Cyber Security Career

The Cyber Security Career Path | 6 Jobs to Consider in 2022

Starting a career in cyber security means entering a fast-growing field with a variety of employment prospects. With large cyberattacks occurring more frequently, many organizations are staffing up to defend against these threats.

There are many career paths available to those interested in becoming a cyber security professional, and taking the time to understand your options can help you figure out what is right for you. The best fit for you will depend on your specific interests, skill set, and goals for the future.

There are many excellent opportunities for those with relevant cyber security or technology-focused experience. If you don’t have existing expertise, a career in the industry is attainable — there are still ways to get into the field even if you haven’t worked in cyber security before. One way to gain the experience is through a cyber security bootcamp, which is an online, part-time course that teaches the fundamentals of cyber security.

Are you new to cyber security and want to learn more? Our beginner’s guide to cyber security has all of the information you need to get started. Now, let’s dive deeper into six different cyber security career paths open to individuals with the right skills.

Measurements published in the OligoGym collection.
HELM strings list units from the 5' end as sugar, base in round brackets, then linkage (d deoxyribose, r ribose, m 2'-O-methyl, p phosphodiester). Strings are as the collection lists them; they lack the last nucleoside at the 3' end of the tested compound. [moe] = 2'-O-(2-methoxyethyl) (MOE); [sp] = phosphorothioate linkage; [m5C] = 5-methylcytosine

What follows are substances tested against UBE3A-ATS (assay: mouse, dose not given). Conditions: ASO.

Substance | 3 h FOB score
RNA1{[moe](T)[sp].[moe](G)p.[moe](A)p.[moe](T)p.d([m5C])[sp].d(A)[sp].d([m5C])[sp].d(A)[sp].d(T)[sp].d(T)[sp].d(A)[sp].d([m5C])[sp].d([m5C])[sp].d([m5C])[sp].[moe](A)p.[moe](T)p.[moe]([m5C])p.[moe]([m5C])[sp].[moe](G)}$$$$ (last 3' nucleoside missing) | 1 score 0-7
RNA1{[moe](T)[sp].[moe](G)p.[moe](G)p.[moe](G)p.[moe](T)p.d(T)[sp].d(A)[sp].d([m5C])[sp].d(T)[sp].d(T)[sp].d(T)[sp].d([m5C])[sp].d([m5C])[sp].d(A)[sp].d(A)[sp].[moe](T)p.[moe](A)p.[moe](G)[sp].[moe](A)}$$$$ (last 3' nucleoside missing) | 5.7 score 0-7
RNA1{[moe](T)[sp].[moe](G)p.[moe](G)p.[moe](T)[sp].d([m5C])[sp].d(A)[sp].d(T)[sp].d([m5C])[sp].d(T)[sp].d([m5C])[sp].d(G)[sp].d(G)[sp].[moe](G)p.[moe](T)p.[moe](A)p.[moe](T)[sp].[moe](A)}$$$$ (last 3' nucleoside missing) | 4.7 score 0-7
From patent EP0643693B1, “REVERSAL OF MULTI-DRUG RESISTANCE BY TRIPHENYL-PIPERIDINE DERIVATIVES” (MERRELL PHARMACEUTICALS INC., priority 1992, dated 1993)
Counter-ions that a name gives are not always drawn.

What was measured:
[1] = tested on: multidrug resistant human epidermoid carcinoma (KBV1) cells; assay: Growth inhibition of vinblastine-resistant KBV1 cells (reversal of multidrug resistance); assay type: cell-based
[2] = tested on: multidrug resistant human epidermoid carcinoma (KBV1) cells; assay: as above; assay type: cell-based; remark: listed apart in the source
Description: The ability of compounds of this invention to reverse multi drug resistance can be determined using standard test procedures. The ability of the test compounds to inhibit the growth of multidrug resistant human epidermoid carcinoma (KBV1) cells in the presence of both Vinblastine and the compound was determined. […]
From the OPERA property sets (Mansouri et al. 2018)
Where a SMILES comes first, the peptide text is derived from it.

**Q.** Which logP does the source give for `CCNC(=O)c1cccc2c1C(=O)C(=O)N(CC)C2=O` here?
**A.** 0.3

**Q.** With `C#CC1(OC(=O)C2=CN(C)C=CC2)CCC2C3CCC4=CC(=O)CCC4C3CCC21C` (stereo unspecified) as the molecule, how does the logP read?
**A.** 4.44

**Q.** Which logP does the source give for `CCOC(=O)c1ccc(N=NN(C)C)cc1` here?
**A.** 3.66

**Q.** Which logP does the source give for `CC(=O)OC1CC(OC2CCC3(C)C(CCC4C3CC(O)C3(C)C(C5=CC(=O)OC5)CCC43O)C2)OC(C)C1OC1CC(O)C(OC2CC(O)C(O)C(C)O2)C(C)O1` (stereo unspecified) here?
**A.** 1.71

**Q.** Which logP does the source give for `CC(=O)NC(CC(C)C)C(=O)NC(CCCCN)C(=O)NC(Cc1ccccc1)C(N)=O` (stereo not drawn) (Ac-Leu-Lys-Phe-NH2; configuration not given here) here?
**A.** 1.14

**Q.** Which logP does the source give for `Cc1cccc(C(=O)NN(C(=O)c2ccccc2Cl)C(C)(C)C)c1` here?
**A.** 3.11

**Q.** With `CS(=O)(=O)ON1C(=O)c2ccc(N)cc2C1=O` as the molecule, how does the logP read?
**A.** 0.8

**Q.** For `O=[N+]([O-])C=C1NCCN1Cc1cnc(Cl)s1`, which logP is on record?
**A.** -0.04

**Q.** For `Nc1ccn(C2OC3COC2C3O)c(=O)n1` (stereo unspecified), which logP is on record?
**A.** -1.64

Cyber Security Career Path 1: Security Analyst

Security analysts plan and carry out cyber security procedures to protect a company’s information and computer systems. This can involve monitoring a network for security breaches, installing and patching security software, conducting penetration testing to ensure systems are working, and other security-related tasks — as listed by the U.S. Bureau of Labor Statistics (BLS).

Security analyst roles are typically more entry-level, according to the BLS, and they generally provide a good onboarding pathway to a career in cyber security. Many cyber security analysts study a related field in a four-year university, like computer science, information technology, or engineering; while others use transferable skills built up through a career in information technology, computer engineering, or other tech-focused fields. Another great option is a cyber security bootcamp — like The Cybersecurity Boot Camp at UT Austin — which typically allow students to learn cyber security online in as little as 24 weeks.

Working as a cyber security analyst is a promising starting point for any cyber security career, where you’ll be able to gain the skills needed to advance into more senior positions. Cyber security analysts will gain a deep knowledge of computer systems, security procedures, information technology, and best practices in the cyber security field.